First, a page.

Splendour in the Grass
Splendour in the Grass (commonly referred to as Splendour) is an annual Australian music festival held at the North Byron Parklands in Yelgun, New South Wales. Since its inauguration, the festival has also been held in various locations near Byron Bay, New South Wales, and Woodford, Queensland.
|Splendour in the Grass|
2018 Splendour in the Grass
|Genre||Indie rock, hip hop, electronic, alternative|
|Years active||2001 - present|
The festival was jointly created and promoted by the Village Sounds Agency and Secret Service music companies, and began in 2001 as a one-day gathering to cater for Australia's winter season (a period that had traditionally been associated with very few events of this nature). "Ode: Intimations of Immortality", by English poet William Wordsworth, was the inspiration for the naming of the event. The festival evolved into a two-day event in 2002 and a three-day event in 2009. It is now considered Australia's largest music festival.
Splendour in the Grass showcases popular and established musical artists, as well as emerging Australian artists. The music festival has attracted notable artists such as Coldplay, Powderfinger, Arctic Monkeys, Kanye West and Lorde. The three headliners for the 2019 event were Tame Impala, Childish Gambino and Hilltop Hoods.
Festival summary by year
|10th||2010||July 30-August 1|
Tickets for the 2005 festival were sold out within 11 hours and, soon after, festival tickets that initially cost A$125 were offered on eBay at inflated prices of up to A$3000. The festival organisers responded by sending "cease and desist" letters to eBay, as well as around 150 ticket resellers, citing a breach of the conditions of sale. However, eBay refused to block the ticket auctions, claiming it was the seller's responsibility to ensure that they have the ability and right to sell products. The Triple J radio station encouraged its listeners to sabotage the bidding process and fake bids of up to A$10,000 were consequently listed on eBay by protesters opposed to ticket scalping. Following media coverage, the NSW Department of Fair Trading became involved and met with eBay representatives. The then-Fair Trading Minister John Hatzistergos instructed the Office of Fair Trading to investigate the reselling of tickets and determine whether resellers were in breach of the Fair Trading Act. Festival promoters hoped that the investigation would eventually lead to the introduction of anti-ticket scalping legislation.
In response to the events of 2005, the organisers altered the ticketing system for the 2006 festival. In an unprecedented action, ticket buyers were required to register their name and date of birth at the time of purchase. These details were then printed on the event tickets and valid identification was required to gain admission into the festival. Tickets to the 2006 festival went on sale at 9am on Monday 15 May 2006—all camping tickets sold out within three hours, and all general admission tickets sold out after 48 hours.
Festival organisers encountered difficulties with the ticketing system provided by the Qjump company in 2008, as consumers were unable to purchase tickets following lengthy delays. Qjump later issued an apology on the festival's Internet forum.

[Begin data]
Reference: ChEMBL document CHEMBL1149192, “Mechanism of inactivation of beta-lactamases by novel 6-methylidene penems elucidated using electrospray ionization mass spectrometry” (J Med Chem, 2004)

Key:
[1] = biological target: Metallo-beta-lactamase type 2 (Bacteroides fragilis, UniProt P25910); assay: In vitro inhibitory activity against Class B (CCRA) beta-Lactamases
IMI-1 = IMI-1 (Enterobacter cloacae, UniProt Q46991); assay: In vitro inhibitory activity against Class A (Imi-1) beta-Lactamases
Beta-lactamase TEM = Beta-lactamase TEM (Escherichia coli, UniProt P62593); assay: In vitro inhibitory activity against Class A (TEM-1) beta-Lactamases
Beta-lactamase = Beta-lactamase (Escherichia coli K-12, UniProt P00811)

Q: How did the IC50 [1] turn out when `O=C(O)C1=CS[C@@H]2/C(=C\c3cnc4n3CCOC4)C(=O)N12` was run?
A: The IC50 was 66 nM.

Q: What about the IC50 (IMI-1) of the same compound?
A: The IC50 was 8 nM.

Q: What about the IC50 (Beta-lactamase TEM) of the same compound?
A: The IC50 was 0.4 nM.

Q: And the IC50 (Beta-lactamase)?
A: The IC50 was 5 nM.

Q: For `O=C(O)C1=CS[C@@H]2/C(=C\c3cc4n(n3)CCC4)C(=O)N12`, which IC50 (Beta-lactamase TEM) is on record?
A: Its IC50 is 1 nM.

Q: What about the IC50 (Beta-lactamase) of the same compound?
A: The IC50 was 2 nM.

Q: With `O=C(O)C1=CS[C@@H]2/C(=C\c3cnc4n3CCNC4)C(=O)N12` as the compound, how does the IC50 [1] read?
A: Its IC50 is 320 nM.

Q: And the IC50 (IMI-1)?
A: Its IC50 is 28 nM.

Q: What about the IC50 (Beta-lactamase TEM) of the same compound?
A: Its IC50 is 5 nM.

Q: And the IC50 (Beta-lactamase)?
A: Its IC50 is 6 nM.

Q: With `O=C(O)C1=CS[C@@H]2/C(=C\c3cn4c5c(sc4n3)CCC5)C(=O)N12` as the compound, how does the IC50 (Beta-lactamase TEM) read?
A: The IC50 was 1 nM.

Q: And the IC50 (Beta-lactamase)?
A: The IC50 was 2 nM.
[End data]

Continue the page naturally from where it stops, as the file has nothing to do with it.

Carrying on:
For a once-only trial, the organisers obtained permission to stage the 2009 Splendour in the Grass at a site in Yelgun. However, the consent provided to the organisers was the subject of a challenge by a group of residents, environmentalist and the Environmental Defenders Office of NSW, who presented their case in the New South Wales Land and Environment Court. The Chief Judge of the Land and Environment Court, Justice Brian Preston, ruled that Byron Shire Council had exceeded its powers by granting the development consent where the land included parts zoned for conservation purposes. The development consent was ruled invalid, prohibiting the festival from being held at the Yelgun site. As a consequence of the decision, the festival remained at the Belongil site in 2009, before returning one more time in 2012.
- "Woodford Splendour at an end". Sunshine Coast Daily. Retrieved 3 April 2019.
- Sharwood, Anthony (21 July 2017). "The Real Meaning Of Splendour In The Grass Is Enough To Make Your Jaw Drop". Huffington Post. Retrieved 3 April 2019.
- "An animated history of Splendour In The Grass". Red Bull. Retrieved 3 April 2019.
- "Splendour & Falls Festival Just Got Closer To Securing A Location For 2018 & 2019". Music Feeds. 8 August 2017. Retrieved 3 April 2019.
- Quinn, Karl (19 July 2019). "Australian rock royalty to win as Splendour in the Grass gets even bigger". The Sydney Morning Herald. Retrieved 23 July 2019.
- "Splendour Lineup | #SITG2019. Presented by Secret Sounds & triple j". splendourinthegrass.com. Retrieved 3 April 2019.
- Murray, Lisa (13 May 2005). "Music fans bombard scalpers on website". Sydney Morning Herald. Retrieved 1 May 2009.
- AAP (23 May 2008). "Fans angry over Splendour in the Grass ticket problem". news.com.au. News Limited. Retrieved 26 August 2012.
- Land and Environment Court of New South Wales (6 May 2009). "Conservation of North Ocean Shores Inc v Byron Shire Council & Ors  NSWLEC 69". Land and Environment Court of New South Wales. NSW Attorney General and Justice. Archived from the original on 4 August 2012. Retrieved 26 August 2012.
- JackT (22 April 2009). "Splendour In The Grass 2009 line-up". inthemix. inthemix Pty Ltd. Retrieved 26 August 2012.
- Welsh, C., Slezak, M. (23 July 2016). "Splendour in the Grass but no sign of the bus at the end of the show". The Guardian.